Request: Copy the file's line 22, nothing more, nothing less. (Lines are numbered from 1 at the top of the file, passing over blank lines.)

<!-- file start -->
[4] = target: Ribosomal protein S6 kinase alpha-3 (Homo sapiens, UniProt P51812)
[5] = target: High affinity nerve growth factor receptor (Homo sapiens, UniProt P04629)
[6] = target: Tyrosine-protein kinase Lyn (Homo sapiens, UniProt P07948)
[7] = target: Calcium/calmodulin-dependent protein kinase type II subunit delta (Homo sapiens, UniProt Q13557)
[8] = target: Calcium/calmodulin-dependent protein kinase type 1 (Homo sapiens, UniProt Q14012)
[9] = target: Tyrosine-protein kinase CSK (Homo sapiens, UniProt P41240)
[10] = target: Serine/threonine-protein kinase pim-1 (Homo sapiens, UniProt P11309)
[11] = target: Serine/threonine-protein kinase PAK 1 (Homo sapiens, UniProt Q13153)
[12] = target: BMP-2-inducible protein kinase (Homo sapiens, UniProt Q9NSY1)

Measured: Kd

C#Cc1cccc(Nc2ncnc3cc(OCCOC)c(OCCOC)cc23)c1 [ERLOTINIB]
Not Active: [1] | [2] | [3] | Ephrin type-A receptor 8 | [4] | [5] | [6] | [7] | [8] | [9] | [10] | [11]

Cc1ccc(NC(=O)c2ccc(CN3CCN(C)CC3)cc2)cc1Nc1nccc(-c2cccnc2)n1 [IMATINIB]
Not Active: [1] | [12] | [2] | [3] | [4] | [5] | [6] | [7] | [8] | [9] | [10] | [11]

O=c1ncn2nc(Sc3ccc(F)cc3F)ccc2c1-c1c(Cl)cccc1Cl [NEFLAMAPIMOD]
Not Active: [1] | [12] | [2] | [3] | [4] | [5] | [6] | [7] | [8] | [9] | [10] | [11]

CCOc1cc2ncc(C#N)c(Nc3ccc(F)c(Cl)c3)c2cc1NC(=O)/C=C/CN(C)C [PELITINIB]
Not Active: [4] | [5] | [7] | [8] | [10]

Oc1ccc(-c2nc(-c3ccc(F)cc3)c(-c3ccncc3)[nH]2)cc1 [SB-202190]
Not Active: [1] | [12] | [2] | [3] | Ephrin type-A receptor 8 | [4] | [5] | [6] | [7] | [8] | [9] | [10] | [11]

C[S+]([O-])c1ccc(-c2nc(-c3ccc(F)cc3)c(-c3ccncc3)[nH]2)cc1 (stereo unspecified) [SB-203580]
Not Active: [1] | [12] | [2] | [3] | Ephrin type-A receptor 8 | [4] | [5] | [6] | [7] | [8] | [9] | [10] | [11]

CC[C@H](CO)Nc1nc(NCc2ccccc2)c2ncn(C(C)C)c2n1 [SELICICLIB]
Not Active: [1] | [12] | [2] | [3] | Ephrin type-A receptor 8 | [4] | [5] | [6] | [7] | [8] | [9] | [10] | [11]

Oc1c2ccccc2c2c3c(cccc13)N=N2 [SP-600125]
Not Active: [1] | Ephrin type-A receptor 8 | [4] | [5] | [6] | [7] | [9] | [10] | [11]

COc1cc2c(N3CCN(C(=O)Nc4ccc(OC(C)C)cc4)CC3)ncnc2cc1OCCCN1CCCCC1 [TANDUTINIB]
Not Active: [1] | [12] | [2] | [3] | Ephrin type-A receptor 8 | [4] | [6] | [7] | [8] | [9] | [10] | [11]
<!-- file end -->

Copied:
Not Active: [1] | [12] | [2] | [3] | Ephrin type-A receptor 8 | [4] | [5] | [6] | [7] | [8] | [9] | [10] | [11]